What does a cost-of-living adjustment (COLA) increase actually look like?
We’ve talked at length about COLAs and how they work. When inflation is high, COLA benefits are likely to increase as well, and with our current record-breaking inflation, whether our COLA will increase by 8.7 percent or 11 percent, it will still be the highest benefit increase in decades.
So again, what does that look like to the average beneficiary? As CBS’s Aimee Picchi reports, the new COLA very could look like $1700 a month.
$1,700 a Month
The average Social Security benefit ranges between $1,500 and $1,664 a month. Depending on the new COLA increase, seniors could see an 8.7 increase to their benefit, in the form of a couple hundred dollars added to their benefit, totaling to over $1,700. The average benefit bump will amount to an estimated $150 dollars per beneficiary but could be significantly more depending on how high your benefit is.
Extra money is always a blessing. Seniors can use it however they see fit; for example they could have an easier time covering bills and everyday expenses. Inflation has slowed the economy, but demand is so high that it hasn’t stalled completely. We’re in a bear market now, meaning that stocks are cheap but are also expected to have a low immediate return. While investing in a bear market is more recommended for younger investors, seniors can still invest too. Even if it were just for a year, the compound interest on investing several hundred dollars a month, whether in a retirement account or the stock market, has the potential to see a positive return.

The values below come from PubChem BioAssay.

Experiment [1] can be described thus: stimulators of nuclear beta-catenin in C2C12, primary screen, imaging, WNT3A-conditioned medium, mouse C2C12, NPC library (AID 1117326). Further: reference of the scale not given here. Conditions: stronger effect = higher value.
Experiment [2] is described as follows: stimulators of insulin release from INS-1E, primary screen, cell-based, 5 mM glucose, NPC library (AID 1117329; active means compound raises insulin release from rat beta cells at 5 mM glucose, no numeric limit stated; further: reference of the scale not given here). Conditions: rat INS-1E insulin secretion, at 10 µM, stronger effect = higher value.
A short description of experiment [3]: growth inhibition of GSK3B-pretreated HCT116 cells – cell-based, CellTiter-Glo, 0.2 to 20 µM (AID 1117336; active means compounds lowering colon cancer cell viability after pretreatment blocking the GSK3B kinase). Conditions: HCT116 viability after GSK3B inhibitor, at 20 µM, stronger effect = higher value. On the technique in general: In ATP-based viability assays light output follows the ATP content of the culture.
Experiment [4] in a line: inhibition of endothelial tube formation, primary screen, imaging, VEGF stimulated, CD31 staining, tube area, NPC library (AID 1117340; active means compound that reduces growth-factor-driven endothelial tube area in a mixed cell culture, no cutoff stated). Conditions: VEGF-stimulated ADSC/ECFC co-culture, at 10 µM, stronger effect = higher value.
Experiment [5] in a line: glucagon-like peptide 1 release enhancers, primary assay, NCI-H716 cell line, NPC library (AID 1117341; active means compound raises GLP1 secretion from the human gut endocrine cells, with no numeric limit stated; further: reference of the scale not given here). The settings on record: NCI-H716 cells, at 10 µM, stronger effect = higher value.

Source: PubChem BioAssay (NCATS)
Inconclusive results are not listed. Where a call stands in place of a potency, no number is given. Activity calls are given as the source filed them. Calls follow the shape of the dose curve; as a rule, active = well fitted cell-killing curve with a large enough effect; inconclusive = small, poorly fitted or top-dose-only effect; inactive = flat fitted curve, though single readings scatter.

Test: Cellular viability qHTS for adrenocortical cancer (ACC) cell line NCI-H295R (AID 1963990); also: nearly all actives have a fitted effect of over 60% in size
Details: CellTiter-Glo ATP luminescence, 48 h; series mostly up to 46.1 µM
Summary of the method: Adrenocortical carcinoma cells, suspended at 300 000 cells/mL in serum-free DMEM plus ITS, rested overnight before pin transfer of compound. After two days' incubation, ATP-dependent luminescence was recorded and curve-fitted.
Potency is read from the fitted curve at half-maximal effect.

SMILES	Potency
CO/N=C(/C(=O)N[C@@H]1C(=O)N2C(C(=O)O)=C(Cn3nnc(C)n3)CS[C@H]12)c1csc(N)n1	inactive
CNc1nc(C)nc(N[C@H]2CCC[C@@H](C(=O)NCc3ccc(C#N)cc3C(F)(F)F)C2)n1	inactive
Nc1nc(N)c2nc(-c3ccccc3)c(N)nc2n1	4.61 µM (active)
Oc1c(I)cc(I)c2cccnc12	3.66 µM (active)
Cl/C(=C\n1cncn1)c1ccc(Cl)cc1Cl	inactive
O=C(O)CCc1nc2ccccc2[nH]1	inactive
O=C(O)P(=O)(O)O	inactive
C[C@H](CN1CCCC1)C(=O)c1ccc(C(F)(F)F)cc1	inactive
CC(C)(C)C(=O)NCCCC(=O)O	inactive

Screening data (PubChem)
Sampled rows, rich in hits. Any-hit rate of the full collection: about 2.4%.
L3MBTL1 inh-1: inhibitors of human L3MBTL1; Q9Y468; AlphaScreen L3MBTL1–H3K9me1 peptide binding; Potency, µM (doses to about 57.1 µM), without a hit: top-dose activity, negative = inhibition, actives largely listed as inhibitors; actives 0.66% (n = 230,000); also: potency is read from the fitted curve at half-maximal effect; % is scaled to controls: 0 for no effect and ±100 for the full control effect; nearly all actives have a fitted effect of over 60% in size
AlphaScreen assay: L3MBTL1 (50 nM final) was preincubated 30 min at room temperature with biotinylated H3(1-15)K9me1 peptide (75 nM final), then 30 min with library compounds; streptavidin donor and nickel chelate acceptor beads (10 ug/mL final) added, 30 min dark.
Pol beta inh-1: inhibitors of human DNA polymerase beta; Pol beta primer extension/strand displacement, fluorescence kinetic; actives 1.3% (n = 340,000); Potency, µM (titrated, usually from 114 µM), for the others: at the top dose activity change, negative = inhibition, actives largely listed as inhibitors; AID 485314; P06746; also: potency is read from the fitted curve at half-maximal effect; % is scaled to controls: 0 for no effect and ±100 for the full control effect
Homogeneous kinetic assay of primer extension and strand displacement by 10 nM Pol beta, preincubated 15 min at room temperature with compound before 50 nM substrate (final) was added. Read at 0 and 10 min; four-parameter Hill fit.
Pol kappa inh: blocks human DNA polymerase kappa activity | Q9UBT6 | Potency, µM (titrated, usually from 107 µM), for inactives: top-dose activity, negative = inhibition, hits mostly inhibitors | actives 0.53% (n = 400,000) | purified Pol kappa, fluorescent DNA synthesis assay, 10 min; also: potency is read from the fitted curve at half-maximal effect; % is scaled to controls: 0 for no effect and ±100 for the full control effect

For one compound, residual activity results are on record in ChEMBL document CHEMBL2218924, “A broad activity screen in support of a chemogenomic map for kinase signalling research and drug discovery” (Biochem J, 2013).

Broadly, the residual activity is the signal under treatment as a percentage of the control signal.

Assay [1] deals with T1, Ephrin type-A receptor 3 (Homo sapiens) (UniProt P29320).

If you can enjoy the extra income and not rely on it as much to pay expenses, then you should seriously consider investing. Seniors make for good investors, they traditionally have the patience, experience, and the savings to see a positive return. Meet with a financial advisor and prioritize funds that add value to retirement savings. It’s your $1,700 a month, do with it as you please, you’ve earned it.
For more retirement tips and tricks, follow along with the Council for Retirement Security.